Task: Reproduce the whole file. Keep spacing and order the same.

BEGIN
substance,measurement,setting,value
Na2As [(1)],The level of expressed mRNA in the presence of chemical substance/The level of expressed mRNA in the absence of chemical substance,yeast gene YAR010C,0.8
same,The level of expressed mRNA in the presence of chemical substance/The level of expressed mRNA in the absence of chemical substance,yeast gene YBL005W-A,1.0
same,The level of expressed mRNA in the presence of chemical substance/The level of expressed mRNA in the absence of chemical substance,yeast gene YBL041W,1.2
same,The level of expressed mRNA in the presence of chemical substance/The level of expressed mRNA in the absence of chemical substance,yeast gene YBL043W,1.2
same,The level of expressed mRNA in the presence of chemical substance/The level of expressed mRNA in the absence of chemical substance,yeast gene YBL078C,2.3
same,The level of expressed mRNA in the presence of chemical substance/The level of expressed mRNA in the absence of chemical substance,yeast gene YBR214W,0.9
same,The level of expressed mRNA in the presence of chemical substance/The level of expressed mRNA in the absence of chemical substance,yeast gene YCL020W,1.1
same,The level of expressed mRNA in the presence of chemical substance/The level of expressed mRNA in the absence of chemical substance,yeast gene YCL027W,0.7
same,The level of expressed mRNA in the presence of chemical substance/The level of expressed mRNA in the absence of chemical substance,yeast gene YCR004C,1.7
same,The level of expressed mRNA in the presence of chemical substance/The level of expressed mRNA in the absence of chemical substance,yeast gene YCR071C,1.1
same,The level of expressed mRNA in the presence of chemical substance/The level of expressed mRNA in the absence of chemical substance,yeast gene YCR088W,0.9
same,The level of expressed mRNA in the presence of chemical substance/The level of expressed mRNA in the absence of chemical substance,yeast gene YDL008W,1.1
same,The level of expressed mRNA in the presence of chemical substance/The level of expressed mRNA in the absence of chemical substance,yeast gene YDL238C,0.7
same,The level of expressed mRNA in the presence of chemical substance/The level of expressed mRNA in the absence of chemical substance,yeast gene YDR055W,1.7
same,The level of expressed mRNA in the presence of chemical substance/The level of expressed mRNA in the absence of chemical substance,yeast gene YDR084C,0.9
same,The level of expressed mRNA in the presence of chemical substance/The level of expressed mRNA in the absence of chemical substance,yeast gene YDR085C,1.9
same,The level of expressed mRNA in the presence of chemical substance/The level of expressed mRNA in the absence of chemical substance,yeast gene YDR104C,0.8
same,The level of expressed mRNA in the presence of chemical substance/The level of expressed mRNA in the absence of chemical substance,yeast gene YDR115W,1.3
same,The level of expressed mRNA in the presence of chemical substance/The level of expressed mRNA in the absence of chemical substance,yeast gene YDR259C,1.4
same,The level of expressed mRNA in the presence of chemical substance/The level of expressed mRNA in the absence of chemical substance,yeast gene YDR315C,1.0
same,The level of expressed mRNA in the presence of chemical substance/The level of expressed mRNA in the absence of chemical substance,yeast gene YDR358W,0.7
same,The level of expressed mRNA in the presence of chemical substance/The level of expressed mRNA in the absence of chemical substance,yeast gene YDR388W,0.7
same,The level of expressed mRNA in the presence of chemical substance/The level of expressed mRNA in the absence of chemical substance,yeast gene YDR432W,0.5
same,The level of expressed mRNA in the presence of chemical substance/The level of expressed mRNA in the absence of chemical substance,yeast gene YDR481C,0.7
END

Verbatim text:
substance,measurement,setting,value
Na2As [(1)],The level of expressed mRNA in the presence of chemical substance/The level of expressed mRNA in the absence of chemical substance,yeast gene YAR010C,0.8
same,The level of expressed mRNA in the presence of chemical substance/The level of expressed mRNA in the absence of chemical substance,yeast gene YBL005W-A,1.0
same,The level of expressed mRNA in the presence of chemical substance/The level of expressed mRNA in the absence of chemical substance,yeast gene YBL041W,1.2
same,The level of expressed mRNA in the presence of chemical substance/The level of expressed mRNA in the absence of chemical substance,yeast gene YBL043W,1.2
same,The level of expressed mRNA in the presence of chemical substance/The level of expressed mRNA in the absence of chemical substance,yeast gene YBL078C,2.3
same,The level of expressed mRNA in the presence of chemical substance/The level of expressed mRNA in the absence of chemical substance,yeast gene YBR214W,0.9
same,The level of expressed mRNA in the presence of chemical substance/The level of expressed mRNA in the absence of chemical substance,yeast gene YCL020W,1.1
same,The level of expressed mRNA in the presence of chemical substance/The level of expressed mRNA in the absence of chemical substance,yeast gene YCL027W,0.7
same,The level of expressed mRNA in the presence of chemical substance/The level of expressed mRNA in the absence of chemical substance,yeast gene YCR004C,1.7
same,The level of expressed mRNA in the presence of chemical substance/The level of expressed mRNA in the absence of chemical substance,yeast gene YCR071C,1.1
same,The level of expressed mRNA in the presence of chemical substance/The level of expressed mRNA in the absence of chemical substance,yeast gene YCR088W,0.9
same,The level of expressed mRNA in the presence of chemical substance/The level of expressed mRNA in the absence of chemical substance,yeast gene YDL008W,1.1
same,The level of expressed mRNA in the presence of chemical substance/The level of expressed mRNA in the absence of chemical substance,yeast gene YDL238C,0.7
same,The level of expressed mRNA in the presence of chemical substance/The level of expressed mRNA in the absence of chemical substance,yeast gene YDR055W,1.7
same,The level of expressed mRNA in the presence of chemical substance/The level of expressed mRNA in the absence of chemical substance,yeast gene YDR084C,0.9
same,The level of expressed mRNA in the presence of chemical substance/The level of expressed mRNA in the absence of chemical substance,yeast gene YDR085C,1.9
same,The level of expressed mRNA in the presence of chemical substance/The level of expressed mRNA in the absence of chemical substance,yeast gene YDR104C,0.8
same,The level of expressed mRNA in the presence of chemical substance/The level of expressed mRNA in the absence of chemical substance,yeast gene YDR115W,1.3
same,The level of expressed mRNA in the presence of chemical substance/The level of expressed mRNA in the absence of chemical substance,yeast gene YDR259C,1.4
same,The level of expressed mRNA in the presence of chemical substance/The level of expressed mRNA in the absence of chemical substance,yeast gene YDR315C,1.0
same,The level of expressed mRNA in the presence of chemical substance/The level of expressed mRNA in the absence of chemical substance,yeast gene YDR358W,0.7
same,The level of expressed mRNA in the presence of chemical substance/The level of expressed mRNA in the absence of chemical substance,yeast gene YDR388W,0.7
same,The level of expressed mRNA in the presence of chemical substance/The level of expressed mRNA in the absence of chemical substance,yeast gene YDR432W,0.5
same,The level of expressed mRNA in the presence of chemical substance/The level of expressed mRNA in the absence of chemical substance,yeast gene YDR481C,0.7